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Wellness

Is snacking healthy?

The snack investigation you never knew you needed

So… is snacking considered healthy now? 

To quote your grandparents’ favorite adult diaper: it depends.

Food is fuel and how it fuels you largely depends on the kind of food, when you ingest it and what you need it for. 

“One reason snacking has such a bad rap is that so many common ‘snack foods’ are high in fat, sugar, salt and calories. Prior to the coronavirus pandemic, many health-conscious consumers already stayed away from these types of products; now however people are stocking up on whatever is available at the grocery stores—changing the way we all eat. Even with these limitations, the important thing to remember is that choosing the right foods—even when we’re snacking—will allow us to maintain our health during these uncertain times,” Susan Bowerman writes.

“While some people think all snacking is bad—probably because they equate snacking with snack foods—I’ve always been solidly in the pro-snacking camp. For one, a small nutritious, balanced snack can help keep you energized between meals and help control your hunger at mealtimes. When the foods you choose are appropriate, if you are truly hungry, and if you’re able to maintain healthy snacking habits, that’s one less thing to worry about during this pandemic.” 

Designing a snacking strategy requires a few hacks. Be resourceful about sourcing your merienda, make time to review what you’re consuming and take control of your habits.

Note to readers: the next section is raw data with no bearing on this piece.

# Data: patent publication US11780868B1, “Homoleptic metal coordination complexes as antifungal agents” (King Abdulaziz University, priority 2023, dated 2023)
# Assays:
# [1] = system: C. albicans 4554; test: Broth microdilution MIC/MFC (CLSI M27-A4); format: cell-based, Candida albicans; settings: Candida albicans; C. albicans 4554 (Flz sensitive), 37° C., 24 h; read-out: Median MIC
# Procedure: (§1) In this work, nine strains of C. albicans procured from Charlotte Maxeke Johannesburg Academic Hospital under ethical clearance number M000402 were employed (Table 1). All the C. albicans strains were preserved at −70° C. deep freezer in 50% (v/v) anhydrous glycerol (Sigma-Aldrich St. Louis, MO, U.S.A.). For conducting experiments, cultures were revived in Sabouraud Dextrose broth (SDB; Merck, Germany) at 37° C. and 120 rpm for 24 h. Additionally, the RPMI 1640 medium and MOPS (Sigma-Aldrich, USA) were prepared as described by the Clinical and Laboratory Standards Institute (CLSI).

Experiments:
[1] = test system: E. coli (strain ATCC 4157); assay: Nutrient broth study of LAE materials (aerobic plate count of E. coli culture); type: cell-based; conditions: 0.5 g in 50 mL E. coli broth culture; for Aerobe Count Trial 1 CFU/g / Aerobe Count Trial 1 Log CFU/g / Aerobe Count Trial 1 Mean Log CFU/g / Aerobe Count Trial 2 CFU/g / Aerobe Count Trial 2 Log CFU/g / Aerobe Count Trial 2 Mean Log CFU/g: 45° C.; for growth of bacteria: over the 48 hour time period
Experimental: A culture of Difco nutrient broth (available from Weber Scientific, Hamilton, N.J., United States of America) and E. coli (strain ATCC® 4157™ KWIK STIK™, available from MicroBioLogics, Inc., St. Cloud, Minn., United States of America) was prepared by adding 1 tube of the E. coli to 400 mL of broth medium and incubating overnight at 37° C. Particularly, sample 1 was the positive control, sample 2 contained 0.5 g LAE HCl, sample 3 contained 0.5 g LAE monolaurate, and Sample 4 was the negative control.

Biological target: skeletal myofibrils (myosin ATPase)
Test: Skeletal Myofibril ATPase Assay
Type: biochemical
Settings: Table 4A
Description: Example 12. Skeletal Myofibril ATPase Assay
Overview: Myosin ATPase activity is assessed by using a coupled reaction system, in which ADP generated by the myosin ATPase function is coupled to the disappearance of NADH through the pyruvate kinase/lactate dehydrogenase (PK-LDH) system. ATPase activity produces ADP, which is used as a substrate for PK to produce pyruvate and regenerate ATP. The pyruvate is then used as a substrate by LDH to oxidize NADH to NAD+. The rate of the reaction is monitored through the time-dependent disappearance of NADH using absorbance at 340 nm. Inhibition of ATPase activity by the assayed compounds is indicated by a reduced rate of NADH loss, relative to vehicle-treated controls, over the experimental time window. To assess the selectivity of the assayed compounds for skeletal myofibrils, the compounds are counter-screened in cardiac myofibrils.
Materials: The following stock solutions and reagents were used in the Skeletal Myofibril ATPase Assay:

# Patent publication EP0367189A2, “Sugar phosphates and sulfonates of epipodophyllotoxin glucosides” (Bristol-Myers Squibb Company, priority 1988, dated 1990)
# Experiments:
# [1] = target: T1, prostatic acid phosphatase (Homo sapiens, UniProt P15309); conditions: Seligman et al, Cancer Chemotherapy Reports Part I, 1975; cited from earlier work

Bowerman, a registered dietitian with an MS, offers a few tips on how to snack smart: 

Healthy snacking can help you to work more nutritious foods into your day

“Think of it this way: the more often you eat, the easier it will be to incorporate your daily servings of healthy foods like vegetables, fruits and calcium-rich dairy products. Use this opportunity to turn snacking into a healthy practice by preparing food that provide a mix of low-fat protein (like nuts, soy protein products or nonfat dairy foods) and healthy carbohydrates (like fruit, vegetables and whole grains). The carbs will get digested first and satisfy your hunger right away, and the protein will give your snack a bit more staying power.”

Snacks can fuel your physical and mental energy

“It’s normal to get hungry every three to four hours. When you eat regular meals and snacks, it can help keep your blood sugar more stable throughout the day. That’s a good defense against between-meal dips in blood sugar that can sap your mental and physical energy.”

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